By Lady Aurelia

Before You Make a Bid

There is a lot of work that goes into planning an SCA event.  No two events are the same and may require different ingredients.  If you are thinking of becoming an autocrat (that’s the person who runs the event), here are some things to think about, as you get ready to make your bid for the event.

The Site

By far the hardest part of autocrating an event is finding a place to host it.  You might be able to use a site we’ve used for an event before, or you might have an idea about a totally new site. When you find a site, consider these questions:

  • Where is it?
  • Is alcohol allowed?
  • Are pets allowed?
  • Are open flames (candles) allowed?
  • Is it accessible to people with mobility issues?
  • Is camping permitted?
  • Are there any other site restrictions or things people should know about?

Time and Date

When is your event taking place?  Is it a one day event or a weekend long event?  Check with the East Kingdom calendar to make sure that your event doesn’t take place at the same time as other local events or big kingdom events.  Once you’ve tentatively chosen a date, it’s also polite to check with nearby seneschals to see if they’ve got an event in the planning stages for the same weekend. Your event still might conflict with something else, but it’s best to give your event the best chance of being successful.

Budget – Expenses

An event budget is essential for yourself, to see if you’re proposing a realistic event, and it’s also required in order to get approval from the shire’s Financial Committee. Is this event something that the Shire can afford?  Are you spending money wisely?  Are you forgetting things you might need?  The more you think of early on, the smoother things will run.  Here are some expenses you should have on your budget (this is by no means a complete list):

  • Site rental cost
  • Food (if applicable)
  • Site Tokens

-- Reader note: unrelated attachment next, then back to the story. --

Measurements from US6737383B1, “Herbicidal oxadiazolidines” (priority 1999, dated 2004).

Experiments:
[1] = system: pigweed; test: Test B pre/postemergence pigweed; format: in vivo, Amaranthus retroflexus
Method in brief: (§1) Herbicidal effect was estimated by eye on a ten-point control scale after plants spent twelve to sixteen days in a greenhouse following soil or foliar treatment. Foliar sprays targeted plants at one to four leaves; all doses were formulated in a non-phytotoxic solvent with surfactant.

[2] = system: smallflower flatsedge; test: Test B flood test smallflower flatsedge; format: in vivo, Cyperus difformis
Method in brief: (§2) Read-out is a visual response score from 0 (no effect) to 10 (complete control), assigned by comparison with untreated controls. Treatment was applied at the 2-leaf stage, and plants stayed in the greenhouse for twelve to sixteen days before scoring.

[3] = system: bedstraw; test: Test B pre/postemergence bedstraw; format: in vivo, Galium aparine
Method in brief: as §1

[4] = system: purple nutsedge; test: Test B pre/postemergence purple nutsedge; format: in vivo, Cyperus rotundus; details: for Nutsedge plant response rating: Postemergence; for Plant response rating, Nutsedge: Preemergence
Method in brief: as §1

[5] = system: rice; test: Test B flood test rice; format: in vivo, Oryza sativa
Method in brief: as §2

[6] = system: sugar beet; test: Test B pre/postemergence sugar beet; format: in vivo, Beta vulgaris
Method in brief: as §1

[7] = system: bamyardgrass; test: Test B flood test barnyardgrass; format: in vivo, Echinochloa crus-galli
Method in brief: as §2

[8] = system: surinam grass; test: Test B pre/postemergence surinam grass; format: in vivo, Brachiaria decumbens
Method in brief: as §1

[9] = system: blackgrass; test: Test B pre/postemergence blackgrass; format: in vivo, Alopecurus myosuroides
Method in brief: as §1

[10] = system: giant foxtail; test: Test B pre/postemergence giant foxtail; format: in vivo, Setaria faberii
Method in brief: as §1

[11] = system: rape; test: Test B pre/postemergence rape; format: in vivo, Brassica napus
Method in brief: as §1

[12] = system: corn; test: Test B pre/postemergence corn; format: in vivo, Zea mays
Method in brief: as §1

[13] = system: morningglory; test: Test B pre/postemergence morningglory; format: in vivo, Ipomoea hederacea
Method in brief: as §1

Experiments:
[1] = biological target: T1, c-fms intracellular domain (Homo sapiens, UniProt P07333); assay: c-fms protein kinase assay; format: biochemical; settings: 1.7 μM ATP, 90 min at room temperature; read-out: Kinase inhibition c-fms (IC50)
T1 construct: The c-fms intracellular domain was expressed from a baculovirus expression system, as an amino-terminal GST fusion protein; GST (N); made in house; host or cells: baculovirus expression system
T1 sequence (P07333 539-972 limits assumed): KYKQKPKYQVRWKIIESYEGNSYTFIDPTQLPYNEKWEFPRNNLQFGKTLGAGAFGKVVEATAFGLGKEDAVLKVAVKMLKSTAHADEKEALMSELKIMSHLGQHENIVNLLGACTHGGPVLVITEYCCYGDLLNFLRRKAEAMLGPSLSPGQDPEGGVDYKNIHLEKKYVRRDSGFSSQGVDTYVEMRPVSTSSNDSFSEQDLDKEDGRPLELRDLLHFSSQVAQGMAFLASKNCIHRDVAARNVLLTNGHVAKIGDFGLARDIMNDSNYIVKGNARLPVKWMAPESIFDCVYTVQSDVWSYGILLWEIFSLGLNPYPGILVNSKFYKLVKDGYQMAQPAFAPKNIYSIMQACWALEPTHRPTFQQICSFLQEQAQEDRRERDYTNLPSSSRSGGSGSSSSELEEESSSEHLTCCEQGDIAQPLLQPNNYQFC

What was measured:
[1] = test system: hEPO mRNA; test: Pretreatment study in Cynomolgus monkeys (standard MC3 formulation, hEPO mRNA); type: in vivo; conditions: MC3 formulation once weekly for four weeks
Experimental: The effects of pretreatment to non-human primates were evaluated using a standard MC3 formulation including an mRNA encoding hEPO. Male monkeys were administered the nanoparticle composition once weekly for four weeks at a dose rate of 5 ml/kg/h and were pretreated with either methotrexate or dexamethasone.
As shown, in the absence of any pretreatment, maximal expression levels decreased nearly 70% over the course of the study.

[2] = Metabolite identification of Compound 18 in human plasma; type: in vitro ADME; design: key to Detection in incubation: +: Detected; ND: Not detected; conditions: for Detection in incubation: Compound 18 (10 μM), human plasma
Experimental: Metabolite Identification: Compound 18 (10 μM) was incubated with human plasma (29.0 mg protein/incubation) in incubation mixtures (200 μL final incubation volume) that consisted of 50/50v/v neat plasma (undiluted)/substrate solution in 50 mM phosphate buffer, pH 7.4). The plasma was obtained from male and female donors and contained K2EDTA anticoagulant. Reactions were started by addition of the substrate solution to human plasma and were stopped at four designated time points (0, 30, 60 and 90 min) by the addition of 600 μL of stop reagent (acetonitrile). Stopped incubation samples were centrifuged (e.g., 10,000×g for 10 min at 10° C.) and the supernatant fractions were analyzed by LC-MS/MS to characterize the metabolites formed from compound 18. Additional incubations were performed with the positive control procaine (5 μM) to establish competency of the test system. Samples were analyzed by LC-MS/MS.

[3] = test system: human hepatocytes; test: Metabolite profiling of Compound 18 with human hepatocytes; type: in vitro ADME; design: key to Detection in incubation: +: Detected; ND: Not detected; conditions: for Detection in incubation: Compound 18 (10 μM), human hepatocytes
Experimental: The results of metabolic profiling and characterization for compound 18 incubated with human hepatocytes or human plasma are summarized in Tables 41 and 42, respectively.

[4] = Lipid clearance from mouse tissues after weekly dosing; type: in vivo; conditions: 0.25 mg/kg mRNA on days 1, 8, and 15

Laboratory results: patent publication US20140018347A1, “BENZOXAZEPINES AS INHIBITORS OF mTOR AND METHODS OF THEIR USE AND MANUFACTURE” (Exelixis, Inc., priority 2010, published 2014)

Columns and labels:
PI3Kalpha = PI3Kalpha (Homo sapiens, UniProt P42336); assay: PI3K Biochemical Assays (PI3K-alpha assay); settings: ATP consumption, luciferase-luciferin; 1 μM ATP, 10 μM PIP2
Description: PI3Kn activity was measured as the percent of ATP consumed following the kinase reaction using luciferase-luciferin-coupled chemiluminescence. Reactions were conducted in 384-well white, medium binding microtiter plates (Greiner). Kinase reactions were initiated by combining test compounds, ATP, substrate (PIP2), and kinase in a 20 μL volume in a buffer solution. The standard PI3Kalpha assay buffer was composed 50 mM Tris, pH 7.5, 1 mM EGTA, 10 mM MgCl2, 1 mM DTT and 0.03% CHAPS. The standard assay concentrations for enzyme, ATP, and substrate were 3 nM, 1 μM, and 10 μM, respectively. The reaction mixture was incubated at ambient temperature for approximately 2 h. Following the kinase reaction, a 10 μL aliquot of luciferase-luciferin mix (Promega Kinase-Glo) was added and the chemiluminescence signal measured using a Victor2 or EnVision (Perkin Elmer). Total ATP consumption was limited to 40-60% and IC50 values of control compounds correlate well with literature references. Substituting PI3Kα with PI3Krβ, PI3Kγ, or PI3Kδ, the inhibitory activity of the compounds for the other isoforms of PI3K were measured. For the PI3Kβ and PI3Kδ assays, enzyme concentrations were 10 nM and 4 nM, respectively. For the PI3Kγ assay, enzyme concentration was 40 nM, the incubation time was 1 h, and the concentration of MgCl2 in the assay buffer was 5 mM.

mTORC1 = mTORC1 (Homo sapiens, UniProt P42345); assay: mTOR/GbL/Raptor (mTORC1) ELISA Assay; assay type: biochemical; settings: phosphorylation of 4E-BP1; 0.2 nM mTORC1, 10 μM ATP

• Cleaning supplies (garbage bags, toilet paper, etc)
  • Prizes for competitions
  • Signs (if the Shire doesn’t already have)

Budget – Income from Attendees

Of course, you need to be thinking about the people that are going to be coming to your event, and paying for the privilege.  How many people do you expect to attend?  What are you planning on charging them for the site fee?  Is there a different fee if they are doing dayboard?  What about feast?  Will you offer a discount for children? What about having a family rate cap?  Remember, you also have to charge non-SCA members a $5 surcharge on top of the site fee (unless they have a discounted fee due to being ages 17 and under).  When calculating your budget, think about how many people you would need to attend in order to break even in your expenses for the event. Sometimes, a site is just too expensive for the number of people expected to attend the event.

It’s also possible to have an event site fee “by donation” and then charge a separate feast fee if you’re having a feast. (The feast fee should only cover the feast expenses; it’s not permitted to engineer the site costs into a separate feast fee.) By-donation events work best with inexpensive sites, to lessen the risks of not breaking even.


A huge component of any event is the food.  It can be one of the most memorable parts of any event.  But, that being said, do not feel obligated to have food at your event.  If it’s a day event, many autocrats will make the decision to not have a feast (dinner) or not have a dayboard (lunch).  It is OK to tell people that they are responsible for feeding themselves, but it changes the “feel” of your event.

Head Cook: If you do want to provide a feast, or a dayboard, you will need a Head Cook.  They are in charge of all things food, though they still report to the autocrat.  Working together, you and the Head Cook will plan the menu and the budget for it, and the Head Cook will create the food, or delegate the cooking of the dishes, while keeping the food costs as low as possible.  Being a Head Cook is a huge task.  If you don’t have anyone up for the challenge, maybe you shouldn’t provide a specially cooked feast or dayboard at your event.